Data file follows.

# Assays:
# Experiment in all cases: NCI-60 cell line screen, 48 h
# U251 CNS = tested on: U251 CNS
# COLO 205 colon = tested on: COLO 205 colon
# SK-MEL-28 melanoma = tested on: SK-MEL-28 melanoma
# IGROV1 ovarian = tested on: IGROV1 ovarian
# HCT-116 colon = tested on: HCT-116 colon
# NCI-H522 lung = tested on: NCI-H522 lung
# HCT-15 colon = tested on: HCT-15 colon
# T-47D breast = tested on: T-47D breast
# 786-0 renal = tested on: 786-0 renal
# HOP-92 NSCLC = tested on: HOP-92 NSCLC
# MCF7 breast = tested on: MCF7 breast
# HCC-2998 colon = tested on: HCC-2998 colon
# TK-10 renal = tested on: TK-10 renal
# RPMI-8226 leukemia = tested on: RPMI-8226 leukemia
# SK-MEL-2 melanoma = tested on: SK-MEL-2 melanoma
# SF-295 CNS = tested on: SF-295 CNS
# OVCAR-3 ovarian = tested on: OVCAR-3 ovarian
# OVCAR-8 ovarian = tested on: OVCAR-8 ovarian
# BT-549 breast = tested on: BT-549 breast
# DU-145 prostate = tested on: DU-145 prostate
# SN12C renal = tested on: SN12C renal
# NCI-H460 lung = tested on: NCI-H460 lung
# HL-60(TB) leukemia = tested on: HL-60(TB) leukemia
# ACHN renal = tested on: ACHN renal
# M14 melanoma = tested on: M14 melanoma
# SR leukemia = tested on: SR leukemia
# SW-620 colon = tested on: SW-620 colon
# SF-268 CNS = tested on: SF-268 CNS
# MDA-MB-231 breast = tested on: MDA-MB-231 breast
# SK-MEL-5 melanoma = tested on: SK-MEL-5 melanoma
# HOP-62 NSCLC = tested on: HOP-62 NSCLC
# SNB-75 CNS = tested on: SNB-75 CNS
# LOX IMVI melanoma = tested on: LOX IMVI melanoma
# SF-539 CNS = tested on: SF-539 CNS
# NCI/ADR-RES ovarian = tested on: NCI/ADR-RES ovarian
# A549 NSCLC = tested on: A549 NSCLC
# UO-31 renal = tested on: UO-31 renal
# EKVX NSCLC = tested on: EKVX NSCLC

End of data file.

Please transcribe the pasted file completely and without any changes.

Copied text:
# Assays:
# Experiment in all cases: NCI-60 cell line screen, 48 h
# U251 CNS = tested on: U251 CNS
# COLO 205 colon = tested on: COLO 205 colon
# SK-MEL-28 melanoma = tested on: SK-MEL-28 melanoma
# IGROV1 ovarian = tested on: IGROV1 ovarian
# HCT-116 colon = tested on: HCT-116 colon
# NCI-H522 lung = tested on: NCI-H522 lung
# HCT-15 colon = tested on: HCT-15 colon
# T-47D breast = tested on: T-47D breast
# 786-0 renal = tested on: 786-0 renal
# HOP-92 NSCLC = tested on: HOP-92 NSCLC
# MCF7 breast = tested on: MCF7 breast
# HCC-2998 colon = tested on: HCC-2998 colon
# TK-10 renal = tested on: TK-10 renal
# RPMI-8226 leukemia = tested on: RPMI-8226 leukemia
# SK-MEL-2 melanoma = tested on: SK-MEL-2 melanoma
# SF-295 CNS = tested on: SF-295 CNS
# OVCAR-3 ovarian = tested on: OVCAR-3 ovarian
# OVCAR-8 ovarian = tested on: OVCAR-8 ovarian
# BT-549 breast = tested on: BT-549 breast
# DU-145 prostate = tested on: DU-145 prostate
# SN12C renal = tested on: SN12C renal
# NCI-H460 lung = tested on: NCI-H460 lung
# HL-60(TB) leukemia = tested on: HL-60(TB) leukemia
# ACHN renal = tested on: ACHN renal
# M14 melanoma = tested on: M14 melanoma
# SR leukemia = tested on: SR leukemia
# SW-620 colon = tested on: SW-620 colon
# SF-268 CNS = tested on: SF-268 CNS
# MDA-MB-231 breast = tested on: MDA-MB-231 breast
# SK-MEL-5 melanoma = tested on: SK-MEL-5 melanoma
# HOP-62 NSCLC = tested on: HOP-62 NSCLC
# SNB-75 CNS = tested on: SNB-75 CNS
# LOX IMVI melanoma = tested on: LOX IMVI melanoma
# SF-539 CNS = tested on: SF-539 CNS
# NCI/ADR-RES ovarian = tested on: NCI/ADR-RES ovarian
# A549 NSCLC = tested on: A549 NSCLC
# UO-31 renal = tested on: UO-31 renal
# EKVX NSCLC = tested on: EKVX NSCLC